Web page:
• Ask questions to determine what they need
  • Repeat the questions in summarised form to ensure you’ve gotten it right
  • Propose solutions that your business can offer that match the needs
  • Ask for the sale and propose next steps

It always helps to consistently keep educated on sales techniques and try them out for yourself with different customers to see what works.

10. Collaborate with Other Businesses

As a small business, the odds are against you succeeding. Many other small businesses face a similar predicament and collaborating with ones that have a similar customer demographic can prove to be a lucrative arrangement for both parties.

Advertising

For example, consistently getting new leads and customers can be a stressful and time-consuming activity for businesses that run on lean teams. A great way to ease this burden is to cross-refer business with other collaborators that may have similar customers but don’t directly compete in the same space.

That way, both businesses keep the pipeline full and build on a healthy alliance. There are many other ways for businesses to collaborate besides cross-referring business for a kickback or commission. Businesses can also work out package rates for services that both businesses provide together to the same clients.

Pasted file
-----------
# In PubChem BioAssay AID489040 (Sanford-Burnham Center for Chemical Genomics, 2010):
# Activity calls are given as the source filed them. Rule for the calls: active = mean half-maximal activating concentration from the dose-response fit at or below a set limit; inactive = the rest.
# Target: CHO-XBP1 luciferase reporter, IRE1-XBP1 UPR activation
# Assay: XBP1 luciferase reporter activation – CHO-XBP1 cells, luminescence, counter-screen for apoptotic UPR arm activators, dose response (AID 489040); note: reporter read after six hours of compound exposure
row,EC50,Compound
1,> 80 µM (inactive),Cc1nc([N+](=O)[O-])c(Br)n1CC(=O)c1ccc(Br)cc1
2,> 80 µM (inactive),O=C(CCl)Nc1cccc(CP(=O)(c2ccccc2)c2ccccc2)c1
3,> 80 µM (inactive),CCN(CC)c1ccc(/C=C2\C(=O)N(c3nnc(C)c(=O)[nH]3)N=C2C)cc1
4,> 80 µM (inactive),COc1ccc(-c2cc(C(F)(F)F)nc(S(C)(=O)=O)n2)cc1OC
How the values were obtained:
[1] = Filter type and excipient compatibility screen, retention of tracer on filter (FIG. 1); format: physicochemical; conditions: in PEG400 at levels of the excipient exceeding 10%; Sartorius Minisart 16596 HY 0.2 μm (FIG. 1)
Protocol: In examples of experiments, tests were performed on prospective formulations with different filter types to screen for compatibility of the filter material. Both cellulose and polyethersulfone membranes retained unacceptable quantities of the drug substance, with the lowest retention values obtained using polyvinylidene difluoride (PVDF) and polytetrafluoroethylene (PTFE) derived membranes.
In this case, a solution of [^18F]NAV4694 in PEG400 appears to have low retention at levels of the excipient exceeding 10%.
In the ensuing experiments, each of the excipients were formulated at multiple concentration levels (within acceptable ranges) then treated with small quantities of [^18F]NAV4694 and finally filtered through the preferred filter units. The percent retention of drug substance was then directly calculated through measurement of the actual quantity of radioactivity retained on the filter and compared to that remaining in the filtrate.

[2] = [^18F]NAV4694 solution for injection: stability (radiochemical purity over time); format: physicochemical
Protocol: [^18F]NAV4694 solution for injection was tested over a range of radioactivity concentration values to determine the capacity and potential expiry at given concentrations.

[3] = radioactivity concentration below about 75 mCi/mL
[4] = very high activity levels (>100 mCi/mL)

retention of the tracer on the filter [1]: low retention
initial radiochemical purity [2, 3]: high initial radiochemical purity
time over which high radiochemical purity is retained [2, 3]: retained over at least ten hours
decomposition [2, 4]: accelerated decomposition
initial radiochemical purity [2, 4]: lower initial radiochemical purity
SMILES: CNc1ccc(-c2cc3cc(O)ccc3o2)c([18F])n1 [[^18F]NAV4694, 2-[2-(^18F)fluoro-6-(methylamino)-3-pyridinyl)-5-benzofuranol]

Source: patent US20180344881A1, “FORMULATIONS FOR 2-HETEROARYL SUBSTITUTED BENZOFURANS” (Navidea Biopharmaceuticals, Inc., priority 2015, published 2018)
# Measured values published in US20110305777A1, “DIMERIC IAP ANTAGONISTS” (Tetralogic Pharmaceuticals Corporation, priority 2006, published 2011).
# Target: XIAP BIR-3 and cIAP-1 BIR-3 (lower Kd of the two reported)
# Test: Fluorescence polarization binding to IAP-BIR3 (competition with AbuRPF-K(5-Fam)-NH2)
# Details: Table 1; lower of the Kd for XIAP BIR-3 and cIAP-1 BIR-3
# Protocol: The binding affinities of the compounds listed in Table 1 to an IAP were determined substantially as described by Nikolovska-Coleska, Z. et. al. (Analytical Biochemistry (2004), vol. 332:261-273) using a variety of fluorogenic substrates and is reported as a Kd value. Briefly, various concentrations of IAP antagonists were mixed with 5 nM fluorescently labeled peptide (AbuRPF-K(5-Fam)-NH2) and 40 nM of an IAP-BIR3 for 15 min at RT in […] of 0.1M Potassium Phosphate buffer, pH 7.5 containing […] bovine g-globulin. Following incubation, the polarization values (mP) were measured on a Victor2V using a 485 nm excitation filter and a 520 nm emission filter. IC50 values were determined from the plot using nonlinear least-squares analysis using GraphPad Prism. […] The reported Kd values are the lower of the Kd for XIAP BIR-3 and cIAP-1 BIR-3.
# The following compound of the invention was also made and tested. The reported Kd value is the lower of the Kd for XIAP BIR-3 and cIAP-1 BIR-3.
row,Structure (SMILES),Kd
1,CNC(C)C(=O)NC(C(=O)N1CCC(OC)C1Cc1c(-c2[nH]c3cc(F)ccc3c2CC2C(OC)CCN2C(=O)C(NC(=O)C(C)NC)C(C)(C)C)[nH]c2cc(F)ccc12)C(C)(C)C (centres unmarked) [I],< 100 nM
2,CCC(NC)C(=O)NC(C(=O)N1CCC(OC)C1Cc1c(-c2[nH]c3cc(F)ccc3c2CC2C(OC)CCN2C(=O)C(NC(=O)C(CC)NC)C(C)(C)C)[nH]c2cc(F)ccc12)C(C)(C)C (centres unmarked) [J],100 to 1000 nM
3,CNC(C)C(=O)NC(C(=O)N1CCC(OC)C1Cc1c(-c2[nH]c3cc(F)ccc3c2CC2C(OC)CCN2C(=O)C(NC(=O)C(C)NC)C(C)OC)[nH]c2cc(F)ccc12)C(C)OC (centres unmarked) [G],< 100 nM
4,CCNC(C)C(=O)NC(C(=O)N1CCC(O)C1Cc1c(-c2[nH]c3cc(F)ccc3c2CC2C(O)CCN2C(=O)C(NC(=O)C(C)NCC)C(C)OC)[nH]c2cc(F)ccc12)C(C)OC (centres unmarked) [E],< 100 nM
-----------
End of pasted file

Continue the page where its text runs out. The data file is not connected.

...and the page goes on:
11. Operationalize Your Business

As a startup business owner, your goal should always be to work ‘on the business’ and not ‘in the business’. Otherwise, you’ve only just invented a job for yourself. Entrepreneurs need to build organizations that can run independently of the founders.

A way to get closer to that reality is to develop Standard Operating Procedures (SOPs) to ensure that staff and systems can run without supervision.

Begin breaking up your business into various functions and developing step-by-step instructions and considerations for each role. Eventually, you’ll end up with SOPs for every function and role to be delegated to other staff that work in the organisation.

If done correctly, you should see massive savings In your time to focus on growing the business rather than just getting bogged down by the day-to-day.

12. Test and Experiment with New Ways To Do Business

There are tested and proven ways to get new customers and run businesses in various industries. However, the best methods aren’t always mainstream or well-known. Sometimes the best ways haven’t been discovered yet.

These can be in the form of new technologies that have recently become available for mass adoption, or simply creative ways to conduct marketing activities.

Are there systems that can be improved with automation in your industry? Are there untapped niches that can potentially be wildly profitable that others have yet to explore?